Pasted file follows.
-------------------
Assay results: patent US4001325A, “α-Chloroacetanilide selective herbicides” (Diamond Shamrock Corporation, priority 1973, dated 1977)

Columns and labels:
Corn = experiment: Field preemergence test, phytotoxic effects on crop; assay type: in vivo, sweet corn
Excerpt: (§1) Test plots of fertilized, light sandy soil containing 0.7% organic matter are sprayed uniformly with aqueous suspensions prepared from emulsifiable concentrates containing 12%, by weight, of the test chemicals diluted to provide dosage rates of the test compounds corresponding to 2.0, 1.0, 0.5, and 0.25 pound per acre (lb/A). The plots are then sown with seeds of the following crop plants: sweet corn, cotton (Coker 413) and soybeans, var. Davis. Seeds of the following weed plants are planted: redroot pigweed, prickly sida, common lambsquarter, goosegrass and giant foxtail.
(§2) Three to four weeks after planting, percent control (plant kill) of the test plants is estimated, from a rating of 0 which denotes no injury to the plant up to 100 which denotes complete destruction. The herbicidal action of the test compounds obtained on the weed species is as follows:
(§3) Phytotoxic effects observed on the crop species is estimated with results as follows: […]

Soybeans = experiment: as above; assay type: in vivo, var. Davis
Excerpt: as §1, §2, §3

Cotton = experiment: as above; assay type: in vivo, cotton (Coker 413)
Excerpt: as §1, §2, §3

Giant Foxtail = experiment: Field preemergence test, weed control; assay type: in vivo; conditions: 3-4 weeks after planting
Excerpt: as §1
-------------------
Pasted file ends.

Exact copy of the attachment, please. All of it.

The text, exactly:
Assay results: patent US4001325A, “α-Chloroacetanilide selective herbicides” (Diamond Shamrock Corporation, priority 1973, dated 1977)

Columns and labels:
Corn = experiment: Field preemergence test, phytotoxic effects on crop; assay type: in vivo, sweet corn
Excerpt: (§1) Test plots of fertilized, light sandy soil containing 0.7% organic matter are sprayed uniformly with aqueous suspensions prepared from emulsifiable concentrates containing 12%, by weight, of the test chemicals diluted to provide dosage rates of the test compounds corresponding to 2.0, 1.0, 0.5, and 0.25 pound per acre (lb/A). The plots are then sown with seeds of the following crop plants: sweet corn, cotton (Coker 413) and soybeans, var. Davis. Seeds of the following weed plants are planted: redroot pigweed, prickly sida, common lambsquarter, goosegrass and giant foxtail.
(§2) Three to four weeks after planting, percent control (plant kill) of the test plants is estimated, from a rating of 0 which denotes no injury to the plant up to 100 which denotes complete destruction. The herbicidal action of the test compounds obtained on the weed species is as follows:
(§3) Phytotoxic effects observed on the crop species is estimated with results as follows: […]

Soybeans = experiment: as above; assay type: in vivo, var. Davis
Excerpt: as §1, §2, §3

Cotton = experiment: as above; assay type: in vivo, cotton (Coker 413)
Excerpt: as §1, §2, §3

Giant Foxtail = experiment: Field preemergence test, weed control; assay type: in vivo; conditions: 3-4 weeks after planting
Excerpt: as §1